School can also teach us life lessons

by Tera Bryant
LGBTQ+ Parent Columnist

With August, comes the joys of back to school. There is just something so enticing about the fresh start of a new school year and the hope and promise it brings.

The new school year often has me contemplating things like what have I learned about learning? Do I communicate to my children in a meaningful way? It's vital you work with your family and their personalities to seek goals to establish a love of learning in your children you are proud of working towards as a family.

And your lessons or goals won't be my lessons, but they might inspire you to plan a little life learning this fall as the room once again fills with students.

I have learned that I’m always going to be learning. Learning takes place in many places outside of the classroom. And if you can impart to your child a variety of different learning experiences, then a natural curiosity about the world can develop into a lifelong love of learning. 

By using family play, activities, and hands-on field trips, you can help them figure out the way things work around them. Trying to incorporate a way of learning as a family can lead to a lifelong love of learning through travel, exploration, the arts, and so very much more.

I have learned that the only person I can control is me, and I am really relearning that one every day. I have become so frustrated at my children for not doing something I asked, or for taking the easy way out of a chore, at times. 

In reality, I see the behavior in my own adult life, when I put off essential duties and tasks to tackle later. When I get upset at them, there's an irritation with myself fueling this feeling. I don't want them to do as I do. I want them to do as I suggest. However, that's not how it works. I try to combat their behavior by sharing how I also struggle. I make sure to give them some positive feedback when they have completed something, even if it isn't how I would do it.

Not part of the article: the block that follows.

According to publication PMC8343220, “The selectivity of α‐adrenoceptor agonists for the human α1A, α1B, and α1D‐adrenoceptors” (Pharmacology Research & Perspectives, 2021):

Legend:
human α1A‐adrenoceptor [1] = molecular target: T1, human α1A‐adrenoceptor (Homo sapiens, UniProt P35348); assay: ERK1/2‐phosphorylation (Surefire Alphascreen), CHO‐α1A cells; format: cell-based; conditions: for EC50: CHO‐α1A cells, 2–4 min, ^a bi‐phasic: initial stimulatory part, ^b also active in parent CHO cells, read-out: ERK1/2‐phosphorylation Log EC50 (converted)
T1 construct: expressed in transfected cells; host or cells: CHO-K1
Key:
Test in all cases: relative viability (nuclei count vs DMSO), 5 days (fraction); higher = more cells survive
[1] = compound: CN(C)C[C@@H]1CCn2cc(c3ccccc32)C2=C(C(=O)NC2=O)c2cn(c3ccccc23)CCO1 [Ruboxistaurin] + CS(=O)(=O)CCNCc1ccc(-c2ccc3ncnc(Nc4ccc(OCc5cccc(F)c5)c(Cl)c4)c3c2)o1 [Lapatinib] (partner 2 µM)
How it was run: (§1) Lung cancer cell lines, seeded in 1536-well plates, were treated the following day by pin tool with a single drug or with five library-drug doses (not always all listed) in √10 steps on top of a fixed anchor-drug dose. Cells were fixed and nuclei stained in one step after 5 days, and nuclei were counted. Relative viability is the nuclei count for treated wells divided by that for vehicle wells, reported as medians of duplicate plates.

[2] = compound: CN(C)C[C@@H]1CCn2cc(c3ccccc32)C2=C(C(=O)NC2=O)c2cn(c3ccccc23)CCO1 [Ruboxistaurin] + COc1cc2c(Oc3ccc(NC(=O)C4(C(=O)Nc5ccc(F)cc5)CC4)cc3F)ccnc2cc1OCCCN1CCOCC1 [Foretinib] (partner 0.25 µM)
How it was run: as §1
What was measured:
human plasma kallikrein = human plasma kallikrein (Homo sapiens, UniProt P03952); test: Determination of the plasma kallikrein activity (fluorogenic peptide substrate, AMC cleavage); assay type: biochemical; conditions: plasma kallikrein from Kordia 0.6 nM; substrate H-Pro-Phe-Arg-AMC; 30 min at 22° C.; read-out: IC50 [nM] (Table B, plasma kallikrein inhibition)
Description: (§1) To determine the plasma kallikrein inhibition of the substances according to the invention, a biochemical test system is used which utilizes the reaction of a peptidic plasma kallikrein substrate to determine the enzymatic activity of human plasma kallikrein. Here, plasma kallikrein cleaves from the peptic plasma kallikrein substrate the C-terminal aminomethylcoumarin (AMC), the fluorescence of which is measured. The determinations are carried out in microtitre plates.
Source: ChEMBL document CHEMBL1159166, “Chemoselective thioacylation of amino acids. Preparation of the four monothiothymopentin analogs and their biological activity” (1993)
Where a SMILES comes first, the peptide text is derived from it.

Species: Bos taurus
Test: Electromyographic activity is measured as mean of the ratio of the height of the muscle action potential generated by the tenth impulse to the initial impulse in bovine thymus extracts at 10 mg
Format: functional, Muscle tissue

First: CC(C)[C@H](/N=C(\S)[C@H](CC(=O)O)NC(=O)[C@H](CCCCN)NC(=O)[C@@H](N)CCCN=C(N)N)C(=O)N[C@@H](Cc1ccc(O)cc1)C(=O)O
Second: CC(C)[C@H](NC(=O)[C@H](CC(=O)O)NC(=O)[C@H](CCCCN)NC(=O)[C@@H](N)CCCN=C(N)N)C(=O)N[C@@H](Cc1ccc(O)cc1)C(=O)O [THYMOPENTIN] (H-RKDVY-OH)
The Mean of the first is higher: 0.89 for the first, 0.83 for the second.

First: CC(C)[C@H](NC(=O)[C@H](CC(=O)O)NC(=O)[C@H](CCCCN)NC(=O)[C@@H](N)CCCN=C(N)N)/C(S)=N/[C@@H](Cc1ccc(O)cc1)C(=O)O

I have learned empathy is the path towards understanding. For example, I don't always understand my son’s taste in music, but I do know my oldest has an ear for sick beats. So, we have had conversations about his music, and some of its negative portrayal of the treatment of women, etc. I want them to know they can then make a choice for themselves as they grow older, as to what they support with their buying power and social media consumption.

They have power in social media’s "Like" button, and they can influence the world in a more positive direction by owning this power as a socially conscious consumer in the digital realm.

In truth, as rainbow parents, you need to know you are amazing, and 100 percent more talented, smart, brave, and patient than your child will probably ever notice. May it help us stay humble!

In truth, a child's praise is rare, short-lived and mostly based on their blood sugar levels. So, you and your partner are going to have to be each other's rocks and remind each other of your value when you struggle on the new math, for example. 

Much love to all rainbow kiddos as we return to another great school year and let us know how you teach your children life lessons and be featured in an upcoming article.

To submit questions, solutions, or other feedback, write to Tera at

Copyright The Gayly. 8/15/2019 @ 7:10 a.m. CST.